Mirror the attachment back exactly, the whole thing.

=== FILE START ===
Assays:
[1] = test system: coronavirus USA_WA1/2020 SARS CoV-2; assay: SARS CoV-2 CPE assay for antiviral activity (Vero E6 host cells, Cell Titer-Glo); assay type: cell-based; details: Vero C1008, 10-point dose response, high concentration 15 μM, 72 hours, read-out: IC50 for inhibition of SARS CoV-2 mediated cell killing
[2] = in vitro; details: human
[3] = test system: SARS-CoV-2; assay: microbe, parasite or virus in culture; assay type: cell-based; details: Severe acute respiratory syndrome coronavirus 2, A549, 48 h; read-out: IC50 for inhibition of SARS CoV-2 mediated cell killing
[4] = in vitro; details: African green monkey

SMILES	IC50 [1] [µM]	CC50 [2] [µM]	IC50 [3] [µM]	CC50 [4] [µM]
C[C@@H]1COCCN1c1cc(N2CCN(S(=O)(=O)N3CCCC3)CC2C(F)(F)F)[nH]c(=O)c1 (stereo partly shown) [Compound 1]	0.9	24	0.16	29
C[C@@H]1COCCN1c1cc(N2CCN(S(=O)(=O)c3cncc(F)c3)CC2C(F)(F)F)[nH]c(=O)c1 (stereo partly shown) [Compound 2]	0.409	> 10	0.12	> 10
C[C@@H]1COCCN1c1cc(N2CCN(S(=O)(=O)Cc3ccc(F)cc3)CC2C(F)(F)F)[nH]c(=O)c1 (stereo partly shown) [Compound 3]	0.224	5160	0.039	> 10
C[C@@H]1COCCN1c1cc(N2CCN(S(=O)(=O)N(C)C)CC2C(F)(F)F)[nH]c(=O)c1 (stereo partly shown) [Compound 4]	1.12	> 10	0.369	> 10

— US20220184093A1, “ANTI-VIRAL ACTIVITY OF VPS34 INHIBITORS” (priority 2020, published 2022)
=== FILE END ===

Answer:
Assays:
[1] = test system: coronavirus USA_WA1/2020 SARS CoV-2; assay: SARS CoV-2 CPE assay for antiviral activity (Vero E6 host cells, Cell Titer-Glo); assay type: cell-based; details: Vero C1008, 10-point dose response, high concentration 15 μM, 72 hours, read-out: IC50 for inhibition of SARS CoV-2 mediated cell killing
[2] = in vitro; details: human
[3] = test system: SARS-CoV-2; assay: microbe, parasite or virus in culture; assay type: cell-based; details: Severe acute respiratory syndrome coronavirus 2, A549, 48 h; read-out: IC50 for inhibition of SARS CoV-2 mediated cell killing
[4] = in vitro; details: African green monkey

SMILES	IC50 [1] [µM]	CC50 [2] [µM]	IC50 [3] [µM]	CC50 [4] [µM]
C[C@@H]1COCCN1c1cc(N2CCN(S(=O)(=O)N3CCCC3)CC2C(F)(F)F)[nH]c(=O)c1 (stereo partly shown) [Compound 1]	0.9	24	0.16	29
C[C@@H]1COCCN1c1cc(N2CCN(S(=O)(=O)c3cncc(F)c3)CC2C(F)(F)F)[nH]c(=O)c1 (stereo partly shown) [Compound 2]	0.409	> 10	0.12	> 10
C[C@@H]1COCCN1c1cc(N2CCN(S(=O)(=O)Cc3ccc(F)cc3)CC2C(F)(F)F)[nH]c(=O)c1 (stereo partly shown) [Compound 3]	0.224	5160	0.039	> 10
C[C@@H]1COCCN1c1cc(N2CCN(S(=O)(=O)N(C)C)CC2C(F)(F)F)[nH]c(=O)c1 (stereo partly shown) [Compound 4]	1.12	> 10	0.369	> 10

— US20220184093A1, “ANTI-VIRAL ACTIVITY OF VPS34 INHIBITORS” (priority 2020, published 2022)